Both Jeffries and Singley said the center supports homeless women and children as they navigate homelessness and transition to permanent housing. Jeffries said the center’s social workers lead the women on the path to self-sufficiency.

Artwork created by guests of the OKC Sanctuary Women's Development Center is featured on one of the walls of the Women's Day Shelter.

“A sense of self worth”

The OKC Sanctuary Women’s Development Center is located in a building that was once used as a mission site for Saturday night services at nearby Little Flower Catholic Church. Archdiocese of Oklahoma City leaders gave permission to turn the place of worship into a women’s day shelter because the building would still be used for ministry.

Kim Mizer, communications director for Catholic Charities, said a big part of what the center provides is a sense of dignity for women going through one of the toughest seasons of their lives.

“It gives them a sense of self-worth that they desperately need,” she said.

This photo shows the hygiene closet where toiletries and other donated items are stored at the OKC Sanctuary Women's Development Center.

Singley shared details of how the shelter comes alongside homeless women and children. The center is open from 8:30 a.m. to 3:30 p.m. every weekday, providing breakfast, access to showers, a place to do laundry, get snacks and other food, use a telephone and computers and a physical address that women can use to receive mail. Singley said the day shelter has a van that picks up women and children from the OKC Homeless Alliance every day and several overnight shelters like the Citycare Low Barrier Shelter and City Rescue Mission. She said around 45 women seek respite and assistance at the shelter each day and, like many pantries and other agencies that help the poor, the center sees more people at the end of the month when their help like the Supplemental Nutrition Assistance Program or SNAP benefits are exhausted.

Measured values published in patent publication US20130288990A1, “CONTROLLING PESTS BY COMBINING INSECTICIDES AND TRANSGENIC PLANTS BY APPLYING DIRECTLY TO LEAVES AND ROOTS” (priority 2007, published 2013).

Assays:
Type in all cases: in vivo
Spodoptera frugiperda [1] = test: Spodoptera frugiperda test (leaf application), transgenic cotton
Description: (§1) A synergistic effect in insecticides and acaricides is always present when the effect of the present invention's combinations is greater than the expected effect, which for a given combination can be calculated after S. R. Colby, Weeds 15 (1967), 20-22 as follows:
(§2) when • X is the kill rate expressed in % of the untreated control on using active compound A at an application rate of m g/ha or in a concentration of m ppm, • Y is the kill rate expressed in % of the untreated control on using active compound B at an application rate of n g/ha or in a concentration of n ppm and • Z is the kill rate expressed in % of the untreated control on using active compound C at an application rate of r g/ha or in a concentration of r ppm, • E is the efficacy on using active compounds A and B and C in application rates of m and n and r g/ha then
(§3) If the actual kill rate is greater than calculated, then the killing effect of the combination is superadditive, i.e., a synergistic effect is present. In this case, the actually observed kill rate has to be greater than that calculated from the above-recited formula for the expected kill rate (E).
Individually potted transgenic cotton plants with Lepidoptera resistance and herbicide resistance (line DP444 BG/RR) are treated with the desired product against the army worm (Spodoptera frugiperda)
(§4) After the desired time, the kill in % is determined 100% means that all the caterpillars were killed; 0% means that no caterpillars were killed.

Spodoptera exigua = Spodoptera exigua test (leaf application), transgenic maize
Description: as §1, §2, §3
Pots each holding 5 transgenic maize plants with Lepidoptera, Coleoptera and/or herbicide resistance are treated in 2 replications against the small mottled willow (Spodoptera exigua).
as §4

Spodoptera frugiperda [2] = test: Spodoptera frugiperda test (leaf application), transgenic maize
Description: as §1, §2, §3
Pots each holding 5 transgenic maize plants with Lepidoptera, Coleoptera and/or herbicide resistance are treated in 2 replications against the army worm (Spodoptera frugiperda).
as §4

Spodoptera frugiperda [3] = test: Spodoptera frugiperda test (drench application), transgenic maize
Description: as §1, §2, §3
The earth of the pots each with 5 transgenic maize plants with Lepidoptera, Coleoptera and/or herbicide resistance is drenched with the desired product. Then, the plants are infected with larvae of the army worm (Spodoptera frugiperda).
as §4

The centre’s case managers help women obtain their birth certificates and other identification documents. They also help their clients navigate the process of obtaining permanent housing and SNAP benefits. The center also provides funds to help with utility deposits and other needs once the women are able to secure housing. Singley said the shelter recently helped a woman get a car she needed to get to and from a new job.

Art depicting Our Lady of Guadalupe is featured at the OKC Sanctuary Women's Development Center.

Singley said some of the center’s clients, like Duncan, stay in one of the shelters for the night, while others can temporarily “couch surf” – sleep over with a friend or relative. Others, unfortunately, live in areas where many homeless people have pitched tents.